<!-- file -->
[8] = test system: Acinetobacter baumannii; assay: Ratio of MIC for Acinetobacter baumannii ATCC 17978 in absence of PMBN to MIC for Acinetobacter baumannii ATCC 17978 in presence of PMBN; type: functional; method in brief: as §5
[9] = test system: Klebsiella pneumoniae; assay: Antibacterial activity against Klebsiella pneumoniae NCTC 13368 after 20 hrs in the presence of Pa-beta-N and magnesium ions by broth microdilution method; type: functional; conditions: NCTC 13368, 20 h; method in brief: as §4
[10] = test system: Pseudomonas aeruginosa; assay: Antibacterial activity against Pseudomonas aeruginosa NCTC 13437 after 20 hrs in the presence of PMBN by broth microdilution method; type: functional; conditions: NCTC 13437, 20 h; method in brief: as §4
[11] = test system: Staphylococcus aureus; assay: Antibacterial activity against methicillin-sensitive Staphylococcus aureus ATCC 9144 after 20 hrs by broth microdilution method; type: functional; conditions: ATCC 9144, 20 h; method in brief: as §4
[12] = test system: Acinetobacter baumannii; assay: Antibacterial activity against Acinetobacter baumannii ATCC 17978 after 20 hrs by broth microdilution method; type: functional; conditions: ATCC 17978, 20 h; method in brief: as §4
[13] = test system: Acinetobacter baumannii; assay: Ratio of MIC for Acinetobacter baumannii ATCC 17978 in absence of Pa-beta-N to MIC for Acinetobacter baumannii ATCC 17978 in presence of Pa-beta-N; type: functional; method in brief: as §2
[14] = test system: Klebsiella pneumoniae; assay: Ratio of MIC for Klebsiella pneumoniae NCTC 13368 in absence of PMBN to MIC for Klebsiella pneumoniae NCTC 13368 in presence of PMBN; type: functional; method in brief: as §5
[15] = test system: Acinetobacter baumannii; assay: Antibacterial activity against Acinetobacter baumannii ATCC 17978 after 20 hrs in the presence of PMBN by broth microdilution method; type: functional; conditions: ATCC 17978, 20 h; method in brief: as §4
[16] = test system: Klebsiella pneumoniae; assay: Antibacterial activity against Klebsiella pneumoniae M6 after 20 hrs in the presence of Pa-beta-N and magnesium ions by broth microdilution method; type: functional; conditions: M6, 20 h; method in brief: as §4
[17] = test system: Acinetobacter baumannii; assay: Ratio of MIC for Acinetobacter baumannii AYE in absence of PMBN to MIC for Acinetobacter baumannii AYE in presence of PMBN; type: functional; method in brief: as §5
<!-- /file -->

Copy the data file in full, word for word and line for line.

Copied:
[8] = test system: Acinetobacter baumannii; assay: Ratio of MIC for Acinetobacter baumannii ATCC 17978 in absence of PMBN to MIC for Acinetobacter baumannii ATCC 17978 in presence of PMBN; type: functional; method in brief: as §5
[9] = test system: Klebsiella pneumoniae; assay: Antibacterial activity against Klebsiella pneumoniae NCTC 13368 after 20 hrs in the presence of Pa-beta-N and magnesium ions by broth microdilution method; type: functional; conditions: NCTC 13368, 20 h; method in brief: as §4
[10] = test system: Pseudomonas aeruginosa; assay: Antibacterial activity against Pseudomonas aeruginosa NCTC 13437 after 20 hrs in the presence of PMBN by broth microdilution method; type: functional; conditions: NCTC 13437, 20 h; method in brief: as §4
[11] = test system: Staphylococcus aureus; assay: Antibacterial activity against methicillin-sensitive Staphylococcus aureus ATCC 9144 after 20 hrs by broth microdilution method; type: functional; conditions: ATCC 9144, 20 h; method in brief: as §4
[12] = test system: Acinetobacter baumannii; assay: Antibacterial activity against Acinetobacter baumannii ATCC 17978 after 20 hrs by broth microdilution method; type: functional; conditions: ATCC 17978, 20 h; method in brief: as §4
[13] = test system: Acinetobacter baumannii; assay: Ratio of MIC for Acinetobacter baumannii ATCC 17978 in absence of Pa-beta-N to MIC for Acinetobacter baumannii ATCC 17978 in presence of Pa-beta-N; type: functional; method in brief: as §2
[14] = test system: Klebsiella pneumoniae; assay: Ratio of MIC for Klebsiella pneumoniae NCTC 13368 in absence of PMBN to MIC for Klebsiella pneumoniae NCTC 13368 in presence of PMBN; type: functional; method in brief: as §5
[15] = test system: Acinetobacter baumannii; assay: Antibacterial activity against Acinetobacter baumannii ATCC 17978 after 20 hrs in the presence of PMBN by broth microdilution method; type: functional; conditions: ATCC 17978, 20 h; method in brief: as §4
[16] = test system: Klebsiella pneumoniae; assay: Antibacterial activity against Klebsiella pneumoniae M6 after 20 hrs in the presence of Pa-beta-N and magnesium ions by broth microdilution method; type: functional; conditions: M6, 20 h; method in brief: as §4
[17] = test system: Acinetobacter baumannii; assay: Ratio of MIC for Acinetobacter baumannii AYE in absence of PMBN to MIC for Acinetobacter baumannii AYE in presence of PMBN; type: functional; method in brief: as §5